The link between ADHD and sleep

Research Summary
Saurab Faruque
Research Assistant

6.4 million people are diagnosed with Attention Deficit Hyperactive Disorder (ADHD) in the United States alone. The impact of ADHD, and the drugs that are used to treat it, is a growing concern for many health professionals. Part of this uneasiness stems from the lack of evidence-based understanding of this disease, which blur the lines of its diagnosis. With over two million more children and adolescents between 4 and 17 years old diagnosed with ADHD in 2011 than in 2003, scientists urge for better ways to properly identify the disorder. One of these tools may be sleep monitoring.

During a recent conference on applied and translational neuroscience that drew in over 5000 experts from all over the world, scientists discussed the evidence supporting the connection between ADHD and sleep. Melatonin is a hormone that rules some of our daily bodily routines, including our sleeping and eating schedules. Citing studies that show that over 75% of ADHD patients suffer from abnormalities in their melatonin levels, as well as findings that connect many sleep disorders – such as sleep apnea, restless leg syndrome, circadian rhythm disturbance, and delayed sleep phase syndrome – to ADHD, scientists like Sandra Kooij, the founder and chair of the European Network Adult ADHD, urge for a deeper investigation of this disorder’s connection to sleep.

Dr. Syed Naqvi, a pediatrician and pediatric sleep expert at University of Texas Southwestern's Peter O'Donnell Jr. Brain Institute, sees the connection in his patients. In a recent article published in Science Daily, he mentions the different impact sleeplessness has on children versus adults: "If adults don't get enough sleep, they'll appear sleepy, but children don't do that. They show ADHD-like behavior instead – [children] are hyperactive or inattentive.” He has personally treated many children with ADHD whose symptoms only diminished after improving sleep quality and increasing sleep duration. Sometimes it is actually ADHD medication that is the root of the sleep and behavior problems, so he advises that pills may not be the best first intervention.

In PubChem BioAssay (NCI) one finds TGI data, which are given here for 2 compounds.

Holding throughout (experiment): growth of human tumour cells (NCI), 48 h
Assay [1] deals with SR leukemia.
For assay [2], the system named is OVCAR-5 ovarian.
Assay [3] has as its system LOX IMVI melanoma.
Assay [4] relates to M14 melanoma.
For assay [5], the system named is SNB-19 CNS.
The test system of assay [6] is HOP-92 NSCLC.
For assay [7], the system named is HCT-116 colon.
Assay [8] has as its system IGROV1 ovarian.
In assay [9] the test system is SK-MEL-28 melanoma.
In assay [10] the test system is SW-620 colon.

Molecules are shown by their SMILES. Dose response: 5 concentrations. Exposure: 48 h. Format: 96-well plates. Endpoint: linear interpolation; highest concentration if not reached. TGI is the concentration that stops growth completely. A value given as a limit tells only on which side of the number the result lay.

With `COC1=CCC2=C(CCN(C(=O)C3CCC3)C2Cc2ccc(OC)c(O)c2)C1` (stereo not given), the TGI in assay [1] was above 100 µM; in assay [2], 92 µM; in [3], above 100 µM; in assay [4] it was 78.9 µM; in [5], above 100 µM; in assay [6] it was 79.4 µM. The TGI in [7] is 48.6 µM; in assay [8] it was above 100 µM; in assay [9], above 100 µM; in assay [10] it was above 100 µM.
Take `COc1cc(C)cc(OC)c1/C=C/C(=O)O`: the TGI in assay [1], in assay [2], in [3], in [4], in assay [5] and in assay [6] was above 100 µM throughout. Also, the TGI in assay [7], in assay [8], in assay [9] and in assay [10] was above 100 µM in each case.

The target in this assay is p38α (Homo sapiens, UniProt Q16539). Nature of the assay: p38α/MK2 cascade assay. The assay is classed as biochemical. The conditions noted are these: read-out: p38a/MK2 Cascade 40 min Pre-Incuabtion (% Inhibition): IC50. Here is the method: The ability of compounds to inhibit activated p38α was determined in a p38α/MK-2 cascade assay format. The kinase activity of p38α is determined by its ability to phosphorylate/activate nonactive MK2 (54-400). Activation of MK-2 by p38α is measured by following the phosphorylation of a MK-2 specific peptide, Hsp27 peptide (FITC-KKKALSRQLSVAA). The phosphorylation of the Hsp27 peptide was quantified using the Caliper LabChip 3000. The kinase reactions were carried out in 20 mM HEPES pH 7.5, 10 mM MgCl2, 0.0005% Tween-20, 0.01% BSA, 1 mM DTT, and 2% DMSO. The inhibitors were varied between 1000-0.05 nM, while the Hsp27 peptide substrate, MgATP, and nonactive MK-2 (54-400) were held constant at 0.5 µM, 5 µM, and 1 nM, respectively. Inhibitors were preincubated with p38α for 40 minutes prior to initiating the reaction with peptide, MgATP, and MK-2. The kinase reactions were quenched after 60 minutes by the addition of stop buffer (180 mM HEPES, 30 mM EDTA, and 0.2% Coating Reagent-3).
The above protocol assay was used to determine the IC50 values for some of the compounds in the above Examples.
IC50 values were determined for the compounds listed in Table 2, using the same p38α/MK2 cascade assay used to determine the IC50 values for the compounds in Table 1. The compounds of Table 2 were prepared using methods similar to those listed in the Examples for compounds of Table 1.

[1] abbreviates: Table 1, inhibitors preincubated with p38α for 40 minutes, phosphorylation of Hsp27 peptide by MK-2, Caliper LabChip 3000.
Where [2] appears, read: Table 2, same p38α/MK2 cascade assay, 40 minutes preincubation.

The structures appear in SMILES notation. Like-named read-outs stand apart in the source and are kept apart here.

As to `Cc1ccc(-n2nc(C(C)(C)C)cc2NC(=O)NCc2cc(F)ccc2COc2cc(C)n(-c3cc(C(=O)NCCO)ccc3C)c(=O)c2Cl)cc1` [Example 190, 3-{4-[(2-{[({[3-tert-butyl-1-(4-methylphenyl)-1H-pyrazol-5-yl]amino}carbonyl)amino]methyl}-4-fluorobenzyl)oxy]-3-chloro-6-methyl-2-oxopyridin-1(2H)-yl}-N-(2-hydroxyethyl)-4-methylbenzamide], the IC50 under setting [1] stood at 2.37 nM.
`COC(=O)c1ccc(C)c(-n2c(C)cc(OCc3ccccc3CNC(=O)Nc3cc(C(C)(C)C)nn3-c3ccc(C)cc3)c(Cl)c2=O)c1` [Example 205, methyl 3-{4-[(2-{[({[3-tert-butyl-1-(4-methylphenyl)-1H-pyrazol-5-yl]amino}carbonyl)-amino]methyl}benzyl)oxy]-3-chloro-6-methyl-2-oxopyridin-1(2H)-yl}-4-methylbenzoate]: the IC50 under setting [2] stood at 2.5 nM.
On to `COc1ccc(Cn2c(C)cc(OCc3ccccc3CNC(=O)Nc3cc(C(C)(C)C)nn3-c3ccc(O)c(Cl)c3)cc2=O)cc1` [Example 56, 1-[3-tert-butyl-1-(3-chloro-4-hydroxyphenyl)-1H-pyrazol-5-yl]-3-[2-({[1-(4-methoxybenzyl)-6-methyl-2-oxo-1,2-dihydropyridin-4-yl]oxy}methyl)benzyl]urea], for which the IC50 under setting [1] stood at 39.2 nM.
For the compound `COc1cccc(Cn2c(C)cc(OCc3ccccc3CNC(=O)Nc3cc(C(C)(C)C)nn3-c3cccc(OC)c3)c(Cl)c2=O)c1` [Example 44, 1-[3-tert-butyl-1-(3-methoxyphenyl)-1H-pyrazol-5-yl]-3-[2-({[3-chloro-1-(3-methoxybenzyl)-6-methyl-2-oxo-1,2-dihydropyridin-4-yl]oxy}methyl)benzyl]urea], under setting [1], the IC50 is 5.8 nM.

Dr. Naqvi recommends that parents first determine whether sleep disturbances are affecting their child by: 1) watching for signs of snoring or short pauses in breathing during sleep, 2) tracking the duration of nighttime sleep and any daytime sleepiness, and 3) monitoring academic performance after starting ADHD medications. If any abnormalities are identified, he strongly suggests seeking the help of a sleep expert.

Although a direct connection between sleep and ADHD has not yet been revealed in depth, it is important to understand that the potential connection should not be ignored because these two things may be deeply connected.